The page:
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Dog Tapeworm Infection

(Echinococcosis; Hydatid Disease)

By Richard D. Pearson, MD, Emeritus Professor of Medicine, University of Virginia School of Medicine

Dog tapeworm infection is infection that is caused by the tapeworms Echinococcus granulosus and Echinococcus multilocularis. It can cause cysts to form in various organs (called echinococcosis).

Adult tapeworms of Echinococcus granulosus and Echinococcus multilocularis live in the intestine of dogs or other canines. These tapeworms sometimes infect people, causing cysts in the liver or other organs.

Dog tapeworm life cycle

Dogs, particularly herd dogs, become infected when they consume cysts of the tapeworms in tissues of infected animals (such as sheep, goats, cattle, or pigs). The cysts (called hydatid cysts) develop into adult tapeworms in the dog's intestine. Infected dogs pass tapeworm eggs in their stool. Sheep, cattle, goats, or pigs consume tapeworm eggs in soil contaminated with dog stool. Inside these animals, the eggs hatch and develop into cysts in the animal's internal organs.

People (often shepherds) are usually infected when they accidentally consume soil, water, or food that has been contaminated by Echinococcus eggs passed in dog stool.

Tapeworm eggs remain alive in soil for up to a year. Eggs may also be present on the fur of infected animals. After people touch an infected animal, they may pick up eggs, transfer the eggs from their hands to their mouth or to food, and thus become infected.

The eggs hatch in the intestine and release spheres that contain tapeworm larvae. The spheres penetrate the wall of the intestine and travel through the bloodstream to various organs, such as the liver and lungs. In these organs, the spheres develop into cysts, which enlarge gradually and which, in people, can cause symptoms. The resulting infection is called echinococcosis.


Echinococcosis symptoms include the following :

  • Abdominal pain and jaundice if cysts form in the liver

  • Chest pain and coughing up blood or the contents of cysts if cysts form in the lungs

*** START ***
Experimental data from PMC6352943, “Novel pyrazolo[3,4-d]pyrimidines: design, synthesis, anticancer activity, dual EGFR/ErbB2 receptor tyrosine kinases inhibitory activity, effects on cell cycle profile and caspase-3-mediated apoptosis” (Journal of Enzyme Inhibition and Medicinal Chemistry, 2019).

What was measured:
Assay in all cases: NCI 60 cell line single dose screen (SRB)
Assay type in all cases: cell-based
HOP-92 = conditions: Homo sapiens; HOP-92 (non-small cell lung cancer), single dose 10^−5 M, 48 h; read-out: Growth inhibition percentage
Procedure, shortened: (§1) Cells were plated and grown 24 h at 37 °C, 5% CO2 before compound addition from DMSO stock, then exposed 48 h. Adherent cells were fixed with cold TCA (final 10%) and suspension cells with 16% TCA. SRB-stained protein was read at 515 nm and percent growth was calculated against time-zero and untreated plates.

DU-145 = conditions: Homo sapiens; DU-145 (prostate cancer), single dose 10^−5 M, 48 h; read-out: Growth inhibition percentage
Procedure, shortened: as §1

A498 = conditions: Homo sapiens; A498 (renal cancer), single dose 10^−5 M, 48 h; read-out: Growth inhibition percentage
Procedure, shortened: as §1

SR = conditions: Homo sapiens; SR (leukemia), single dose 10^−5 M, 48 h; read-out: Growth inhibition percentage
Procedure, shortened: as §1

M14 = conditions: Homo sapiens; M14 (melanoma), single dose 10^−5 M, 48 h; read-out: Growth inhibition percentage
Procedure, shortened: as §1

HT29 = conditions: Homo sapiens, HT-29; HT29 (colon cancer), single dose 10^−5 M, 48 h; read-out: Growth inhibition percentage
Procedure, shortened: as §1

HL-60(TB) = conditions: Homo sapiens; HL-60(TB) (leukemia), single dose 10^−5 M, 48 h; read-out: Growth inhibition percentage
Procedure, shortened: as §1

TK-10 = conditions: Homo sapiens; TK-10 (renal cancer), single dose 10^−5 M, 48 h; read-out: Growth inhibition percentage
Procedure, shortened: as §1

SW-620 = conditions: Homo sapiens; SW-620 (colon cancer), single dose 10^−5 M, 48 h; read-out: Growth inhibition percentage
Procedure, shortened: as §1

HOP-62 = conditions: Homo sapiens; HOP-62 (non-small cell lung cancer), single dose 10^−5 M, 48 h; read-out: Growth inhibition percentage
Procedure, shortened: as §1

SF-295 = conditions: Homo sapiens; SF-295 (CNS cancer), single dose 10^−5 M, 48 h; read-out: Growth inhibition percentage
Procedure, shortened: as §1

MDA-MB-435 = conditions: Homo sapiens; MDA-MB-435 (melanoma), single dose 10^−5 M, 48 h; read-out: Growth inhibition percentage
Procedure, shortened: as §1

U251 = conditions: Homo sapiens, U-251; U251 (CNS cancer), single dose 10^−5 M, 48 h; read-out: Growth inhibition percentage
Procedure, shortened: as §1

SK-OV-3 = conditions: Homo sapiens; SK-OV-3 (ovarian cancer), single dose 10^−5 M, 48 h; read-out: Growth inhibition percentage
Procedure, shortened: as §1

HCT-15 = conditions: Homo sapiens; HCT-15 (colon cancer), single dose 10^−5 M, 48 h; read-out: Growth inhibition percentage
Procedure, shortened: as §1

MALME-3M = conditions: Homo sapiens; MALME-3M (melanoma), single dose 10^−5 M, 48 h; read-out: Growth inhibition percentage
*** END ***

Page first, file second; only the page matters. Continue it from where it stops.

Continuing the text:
• Hives or a severe life-threatening allergic reaction (anaphylaxis)


  • Ultrasonography, computed tomography, or magnetic resonance imaging

In people with echinococcosis, cysts in the liver or other tissues can be seen using ultrasonography, computed tomography (CT) or magnetic resonance imaging (MRI).

Blood tests for antibodies to the dog tapeworm may also be helpful. (Antibodies are proteins produced by the immune system to help defend the body against attack, including that by parasites.


Echinococcosis can be prevented by

  • Carefully washing the hands

  • Not consuming food or water that may be contaminated with dog stool


  • Surgical removal or drainage of the cyst, usually followed by albendazole

Doctors can often surgically remove the cyst or drain the cyst with a needle. To drain the cyst, they use ultrasonography to guide placement of the needle. They then inject a salt solution into the cyst to kill the parasites, then drain the solution out (a procedure called percutaneous aspiration-injection-reaspiration).

After surgery or draining, albendazole is usually given. It reduces the likelihood that a cyst will come back or spread. It can kill some cysts but then must be take a long time. Albendazole is also used to suppress the growth of cysts that cannot be removed surgically or drained.

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